The Conservation Alliance reviews grant requests twice each year.
(See next page for a description of each project.)
About the Conservation Alliance:
The Conservation Alliance is an organization of outdoor businesses whose collective contributions support grassroots environmental organizations and their efforts to protect wild places where outdoor enthusiasts recreate. Alliance funds have played a key role in protecting rivers, trails, wildlands and climbing areas.
Membership in the Alliance is open to companies representing all aspects of the outdoor industry, including manufacturers, retailers, publishers, mills and sales representatives. The result is a diverse group of businesses whose livelihood depends on protecting our natural environment.
Since its inception in 1989, the Alliance has contributed more than $4.5 million to grassroots environmental groups. Alliance funding has helped save over 34 million acres of wildlands; 25 dams have either been stopped or removed; and the group helped preserve access to more than 16,000 miles of waterways and several climbing areas.
For complete information on the Conservation Alliance, see www.conservationalliance.com.
Brief Overview of Projects Funded by the Conservation Alliance, March 2006
1.California Wild Heritage Campaign: North Coast Wilderness Campaign to secure federal Wilderness protection for 300,000 acres on California's North Coast, including the Lost Coast, and Wild & Scenic River protection for the Black Butte River.
2.Save Our Wild Salmon: Salmon Restoration Campaign to build support in the Pacific Northwest for the restoration of salmon populations in the Columbia and Snake River systems.
3.Idaho Conservation League: Boulder-White Clouds Wilderness Campaign to secure Wilderness protection for 300,000 acres in Central Idaho's Boulder-White Clouds Mountains.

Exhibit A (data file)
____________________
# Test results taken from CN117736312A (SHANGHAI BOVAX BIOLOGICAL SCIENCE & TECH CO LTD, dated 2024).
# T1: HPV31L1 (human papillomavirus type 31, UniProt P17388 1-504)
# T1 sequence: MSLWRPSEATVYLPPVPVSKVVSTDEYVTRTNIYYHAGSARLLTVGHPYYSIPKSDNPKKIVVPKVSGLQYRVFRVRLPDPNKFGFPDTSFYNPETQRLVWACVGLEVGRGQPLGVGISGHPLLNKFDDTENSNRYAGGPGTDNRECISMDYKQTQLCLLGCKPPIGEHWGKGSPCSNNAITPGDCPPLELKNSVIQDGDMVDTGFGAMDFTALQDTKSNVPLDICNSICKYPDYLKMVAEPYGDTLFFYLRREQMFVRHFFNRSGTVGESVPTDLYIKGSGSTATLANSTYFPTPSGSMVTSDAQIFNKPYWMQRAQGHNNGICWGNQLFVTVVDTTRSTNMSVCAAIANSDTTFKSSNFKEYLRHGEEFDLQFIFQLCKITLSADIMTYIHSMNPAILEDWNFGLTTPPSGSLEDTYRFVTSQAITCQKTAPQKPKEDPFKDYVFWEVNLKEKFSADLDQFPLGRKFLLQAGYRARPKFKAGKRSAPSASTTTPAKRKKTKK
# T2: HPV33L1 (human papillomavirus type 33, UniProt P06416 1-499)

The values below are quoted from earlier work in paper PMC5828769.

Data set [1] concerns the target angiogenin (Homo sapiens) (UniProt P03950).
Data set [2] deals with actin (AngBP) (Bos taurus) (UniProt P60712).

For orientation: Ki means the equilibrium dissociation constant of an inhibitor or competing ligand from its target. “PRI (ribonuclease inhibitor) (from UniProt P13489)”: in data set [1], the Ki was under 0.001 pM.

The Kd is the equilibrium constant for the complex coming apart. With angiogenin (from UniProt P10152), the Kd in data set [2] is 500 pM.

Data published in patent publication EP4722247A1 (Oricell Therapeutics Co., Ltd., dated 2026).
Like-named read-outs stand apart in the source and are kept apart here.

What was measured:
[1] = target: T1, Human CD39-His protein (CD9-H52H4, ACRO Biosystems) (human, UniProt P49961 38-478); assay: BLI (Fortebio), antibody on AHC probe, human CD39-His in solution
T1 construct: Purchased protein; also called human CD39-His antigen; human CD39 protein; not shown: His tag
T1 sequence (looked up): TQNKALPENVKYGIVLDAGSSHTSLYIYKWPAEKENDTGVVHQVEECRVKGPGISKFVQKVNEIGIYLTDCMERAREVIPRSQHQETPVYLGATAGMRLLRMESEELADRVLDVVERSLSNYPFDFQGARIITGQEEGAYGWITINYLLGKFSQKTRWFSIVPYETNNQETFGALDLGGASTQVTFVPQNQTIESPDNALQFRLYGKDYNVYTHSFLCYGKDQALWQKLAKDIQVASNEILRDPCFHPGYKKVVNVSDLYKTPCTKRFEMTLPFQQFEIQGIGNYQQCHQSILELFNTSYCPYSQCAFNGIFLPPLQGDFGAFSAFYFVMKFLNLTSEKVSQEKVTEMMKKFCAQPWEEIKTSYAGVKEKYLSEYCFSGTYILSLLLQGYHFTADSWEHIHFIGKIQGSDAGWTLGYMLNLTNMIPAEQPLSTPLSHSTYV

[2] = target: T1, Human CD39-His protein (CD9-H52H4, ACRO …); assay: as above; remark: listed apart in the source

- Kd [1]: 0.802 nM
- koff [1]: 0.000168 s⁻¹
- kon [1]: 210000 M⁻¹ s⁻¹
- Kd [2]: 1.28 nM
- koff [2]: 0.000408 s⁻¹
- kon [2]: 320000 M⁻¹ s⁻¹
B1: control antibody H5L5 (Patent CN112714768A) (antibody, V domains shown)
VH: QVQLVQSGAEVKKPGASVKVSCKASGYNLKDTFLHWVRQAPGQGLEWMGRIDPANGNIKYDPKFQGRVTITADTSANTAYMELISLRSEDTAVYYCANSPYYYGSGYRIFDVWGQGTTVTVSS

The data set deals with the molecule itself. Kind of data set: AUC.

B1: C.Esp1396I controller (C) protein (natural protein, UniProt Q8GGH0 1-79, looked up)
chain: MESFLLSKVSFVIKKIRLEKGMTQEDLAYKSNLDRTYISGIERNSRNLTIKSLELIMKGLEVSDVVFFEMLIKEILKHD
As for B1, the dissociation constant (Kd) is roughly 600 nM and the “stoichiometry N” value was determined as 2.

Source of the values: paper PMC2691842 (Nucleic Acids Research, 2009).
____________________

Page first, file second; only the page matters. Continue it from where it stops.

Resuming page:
4.Coal River Mountain Watch: Mountain Justice Summer 2006 Project to mobilize citizens throughout Appalachia to demand an end to mountaintop removal coal mining.
5.Montana Wilderness Association: Rocky Mountain Front Campaign to protect Montana's Rocky Mountain Front from exploding off-road vehicle use and large-scale energy development.
6.Arizona Wilderness Coalition: Tumacacori Highlands Wilderness Campaign to secure Wilderness protection for 85,000 acres of the Tumacacori Highlands in Southern Arizona.
7.Winter Wildlands Alliance: Non-motorized Winter Recreation Advocacy to promote and preserve a quality human-powered snowsports experience on public lands.
8.Restore: The North Woods: Maine Woods National Park Campaign to protect key wildlands in the proposed Maine Woods National Park.
9.Forest Watch: Green Mountain National Forest Protection Campaign to generate support among businesses for the designation of Wilderness and the prohibition of all-terrain vehicles on the Green Mountain National Forest in Vermont.
10.Oregon Natural Resources Council: Oregon Wild Campaign to secure Wilderness protection for forested wildlands on Oregon's Mount Hood, and defend the Roadless Area Conservation Rule.